Mayor Annise Parker and the city of Houston have moved a lawsuit challenging same-sex benefits out of Republican Judge Lisa Millard’s court after she allegedly halted the benefits without giving the city proper notice.
City Attorney David Feldman filed a “Notice of Removal” on Friday saying the lawsuit belongs in U.S. district court instead of state court because it raises federal questions, including the guarantees of equal protection and due process under the U.S. Constitution. The notice of removal says Millard, who presides over the 310th State District Family Court, failed to notify Parker and the city before holding a hearing at 5 p.m. on Dec. 17 — the same day the lawsuit was filed — and issuing an order halting the benefits.
The plaintiffs in the lawsuit, Harris County Republicans Jack Pidgeon and Larry Hicks, allege the same-sex benefits violate the city’s charter and Texas’ bans on same-sex marriage. The plaintiffs are represented by Harris GOP chair Jared Woodfill, an attorney who has said the suit belongs in Millard’s court because it relates to statutes banning same-sex marriage in the Texas Family Code.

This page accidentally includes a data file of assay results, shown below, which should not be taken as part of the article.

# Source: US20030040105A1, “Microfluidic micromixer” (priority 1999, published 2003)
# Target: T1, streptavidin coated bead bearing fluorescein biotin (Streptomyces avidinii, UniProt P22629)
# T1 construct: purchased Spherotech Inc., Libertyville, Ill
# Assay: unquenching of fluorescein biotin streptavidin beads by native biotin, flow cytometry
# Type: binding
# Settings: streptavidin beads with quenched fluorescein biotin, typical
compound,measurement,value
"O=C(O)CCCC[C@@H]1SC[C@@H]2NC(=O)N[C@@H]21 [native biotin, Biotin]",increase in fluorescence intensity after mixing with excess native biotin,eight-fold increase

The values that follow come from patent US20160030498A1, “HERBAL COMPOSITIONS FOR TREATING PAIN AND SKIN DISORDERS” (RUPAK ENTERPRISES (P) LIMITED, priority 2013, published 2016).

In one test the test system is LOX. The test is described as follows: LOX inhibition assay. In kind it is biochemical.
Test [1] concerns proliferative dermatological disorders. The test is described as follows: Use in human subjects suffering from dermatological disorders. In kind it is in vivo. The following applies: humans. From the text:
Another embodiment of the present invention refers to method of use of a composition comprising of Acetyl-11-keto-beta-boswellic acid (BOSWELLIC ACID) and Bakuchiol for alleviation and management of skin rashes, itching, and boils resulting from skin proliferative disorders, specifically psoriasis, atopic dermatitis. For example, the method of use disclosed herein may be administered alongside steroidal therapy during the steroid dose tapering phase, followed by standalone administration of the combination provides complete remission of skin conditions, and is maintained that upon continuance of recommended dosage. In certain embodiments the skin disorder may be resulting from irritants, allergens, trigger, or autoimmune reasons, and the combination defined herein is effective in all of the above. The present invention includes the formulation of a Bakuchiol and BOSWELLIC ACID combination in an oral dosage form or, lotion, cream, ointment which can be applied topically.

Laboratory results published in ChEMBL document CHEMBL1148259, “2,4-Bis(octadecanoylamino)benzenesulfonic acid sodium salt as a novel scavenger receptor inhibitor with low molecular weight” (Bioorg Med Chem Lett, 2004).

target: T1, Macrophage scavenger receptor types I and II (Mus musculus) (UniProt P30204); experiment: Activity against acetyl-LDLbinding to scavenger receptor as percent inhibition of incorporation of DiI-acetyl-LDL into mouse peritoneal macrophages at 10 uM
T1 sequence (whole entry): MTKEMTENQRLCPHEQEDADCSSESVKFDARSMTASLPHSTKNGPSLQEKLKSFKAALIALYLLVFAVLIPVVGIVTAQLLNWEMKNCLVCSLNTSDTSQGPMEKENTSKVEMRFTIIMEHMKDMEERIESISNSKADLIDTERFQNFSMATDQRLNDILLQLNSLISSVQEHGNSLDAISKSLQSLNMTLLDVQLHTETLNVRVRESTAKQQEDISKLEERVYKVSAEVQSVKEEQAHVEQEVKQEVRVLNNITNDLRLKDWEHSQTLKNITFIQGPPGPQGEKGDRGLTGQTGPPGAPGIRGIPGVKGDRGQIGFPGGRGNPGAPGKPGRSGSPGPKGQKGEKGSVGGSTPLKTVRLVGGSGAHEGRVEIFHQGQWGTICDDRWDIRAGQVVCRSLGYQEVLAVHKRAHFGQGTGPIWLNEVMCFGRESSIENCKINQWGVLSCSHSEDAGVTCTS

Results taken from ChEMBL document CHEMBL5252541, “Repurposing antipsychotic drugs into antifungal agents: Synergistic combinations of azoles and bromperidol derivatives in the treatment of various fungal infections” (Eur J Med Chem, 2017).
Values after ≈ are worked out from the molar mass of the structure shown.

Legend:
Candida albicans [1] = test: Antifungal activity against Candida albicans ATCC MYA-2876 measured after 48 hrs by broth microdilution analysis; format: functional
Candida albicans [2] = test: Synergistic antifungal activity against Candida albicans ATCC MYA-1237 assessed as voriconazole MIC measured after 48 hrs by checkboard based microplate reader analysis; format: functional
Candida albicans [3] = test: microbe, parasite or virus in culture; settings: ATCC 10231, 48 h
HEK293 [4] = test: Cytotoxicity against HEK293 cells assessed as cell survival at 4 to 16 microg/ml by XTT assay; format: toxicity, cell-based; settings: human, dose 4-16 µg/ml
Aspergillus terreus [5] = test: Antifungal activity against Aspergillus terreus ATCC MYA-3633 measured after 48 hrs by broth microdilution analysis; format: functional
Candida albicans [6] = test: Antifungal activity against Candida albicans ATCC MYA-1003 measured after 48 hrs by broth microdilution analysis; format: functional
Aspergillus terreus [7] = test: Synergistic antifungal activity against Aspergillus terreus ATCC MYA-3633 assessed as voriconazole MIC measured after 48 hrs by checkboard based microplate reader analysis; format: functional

According to a legal expert, the notice of removal filed by the city on Friday automatically moves the case into federal court for the time being. To get it back in state court, the plaintiffs would have to ask a federal judge to remand it.
The lawsuit is one of two the city and Parker are facing over the benefits, which she extended in November to the same-sex spouses of city employees who are legally married in other states. The other lawsuit was filed Thursday on behalf of gay city employees who signed up for the benefits but lost them as a result of Millard’s order.
It’s possible the two opposing lawsuits over same-sex benefits in Houston will now be consolidated in federal court, where they would effectively represent a fourth pending case related to the legality of the state’s marriage bans.
Read the notice of removal below.